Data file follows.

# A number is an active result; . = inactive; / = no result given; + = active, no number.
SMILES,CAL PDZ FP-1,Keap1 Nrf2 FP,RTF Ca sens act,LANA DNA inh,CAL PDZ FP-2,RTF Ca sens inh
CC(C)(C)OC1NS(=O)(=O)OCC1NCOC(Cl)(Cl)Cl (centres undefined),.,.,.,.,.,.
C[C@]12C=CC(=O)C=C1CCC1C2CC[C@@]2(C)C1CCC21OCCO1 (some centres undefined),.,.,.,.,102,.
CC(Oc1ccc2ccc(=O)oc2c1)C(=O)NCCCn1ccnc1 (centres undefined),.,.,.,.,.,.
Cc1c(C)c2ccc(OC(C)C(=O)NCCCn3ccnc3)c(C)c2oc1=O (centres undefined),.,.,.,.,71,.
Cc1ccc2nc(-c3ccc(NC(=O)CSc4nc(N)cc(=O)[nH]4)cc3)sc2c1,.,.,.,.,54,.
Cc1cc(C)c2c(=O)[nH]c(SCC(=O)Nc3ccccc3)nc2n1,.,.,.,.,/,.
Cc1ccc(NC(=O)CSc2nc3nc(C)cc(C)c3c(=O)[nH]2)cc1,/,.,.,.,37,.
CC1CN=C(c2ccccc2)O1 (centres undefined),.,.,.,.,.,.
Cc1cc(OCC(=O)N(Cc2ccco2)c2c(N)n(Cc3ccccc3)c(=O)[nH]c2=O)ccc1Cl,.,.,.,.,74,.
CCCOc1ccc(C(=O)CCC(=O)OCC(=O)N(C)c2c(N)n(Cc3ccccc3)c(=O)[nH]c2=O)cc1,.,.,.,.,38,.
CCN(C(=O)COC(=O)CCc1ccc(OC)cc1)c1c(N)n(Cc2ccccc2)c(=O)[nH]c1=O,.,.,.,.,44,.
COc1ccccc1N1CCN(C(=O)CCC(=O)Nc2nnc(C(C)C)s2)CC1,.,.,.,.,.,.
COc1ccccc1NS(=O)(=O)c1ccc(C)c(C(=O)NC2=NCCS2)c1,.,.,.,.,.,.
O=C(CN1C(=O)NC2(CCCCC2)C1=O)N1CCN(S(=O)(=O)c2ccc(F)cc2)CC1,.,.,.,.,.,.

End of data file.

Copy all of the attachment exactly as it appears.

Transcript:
# A number is an active result; . = inactive; / = no result given; + = active, no number.
SMILES,CAL PDZ FP-1,Keap1 Nrf2 FP,RTF Ca sens act,LANA DNA inh,CAL PDZ FP-2,RTF Ca sens inh
CC(C)(C)OC1NS(=O)(=O)OCC1NCOC(Cl)(Cl)Cl (centres undefined),.,.,.,.,.,.
C[C@]12C=CC(=O)C=C1CCC1C2CC[C@@]2(C)C1CCC21OCCO1 (some centres undefined),.,.,.,.,102,.
CC(Oc1ccc2ccc(=O)oc2c1)C(=O)NCCCn1ccnc1 (centres undefined),.,.,.,.,.,.
Cc1c(C)c2ccc(OC(C)C(=O)NCCCn3ccnc3)c(C)c2oc1=O (centres undefined),.,.,.,.,71,.
Cc1ccc2nc(-c3ccc(NC(=O)CSc4nc(N)cc(=O)[nH]4)cc3)sc2c1,.,.,.,.,54,.
Cc1cc(C)c2c(=O)[nH]c(SCC(=O)Nc3ccccc3)nc2n1,.,.,.,.,/,.
Cc1ccc(NC(=O)CSc2nc3nc(C)cc(C)c3c(=O)[nH]2)cc1,/,.,.,.,37,.
CC1CN=C(c2ccccc2)O1 (centres undefined),.,.,.,.,.,.
Cc1cc(OCC(=O)N(Cc2ccco2)c2c(N)n(Cc3ccccc3)c(=O)[nH]c2=O)ccc1Cl,.,.,.,.,74,.
CCCOc1ccc(C(=O)CCC(=O)OCC(=O)N(C)c2c(N)n(Cc3ccccc3)c(=O)[nH]c2=O)cc1,.,.,.,.,38,.
CCN(C(=O)COC(=O)CCc1ccc(OC)cc1)c1c(N)n(Cc2ccccc2)c(=O)[nH]c1=O,.,.,.,.,44,.
COc1ccccc1N1CCN(C(=O)CCC(=O)Nc2nnc(C(C)C)s2)CC1,.,.,.,.,.,.
COc1ccccc1NS(=O)(=O)c1ccc(C)c(C(=O)NC2=NCCS2)c1,.,.,.,.,.,.
O=C(CN1C(=O)NC2(CCCCC2)C1=O)N1CCN(S(=O)(=O)c2ccc(F)cc2)CC1,.,.,.,.,.,.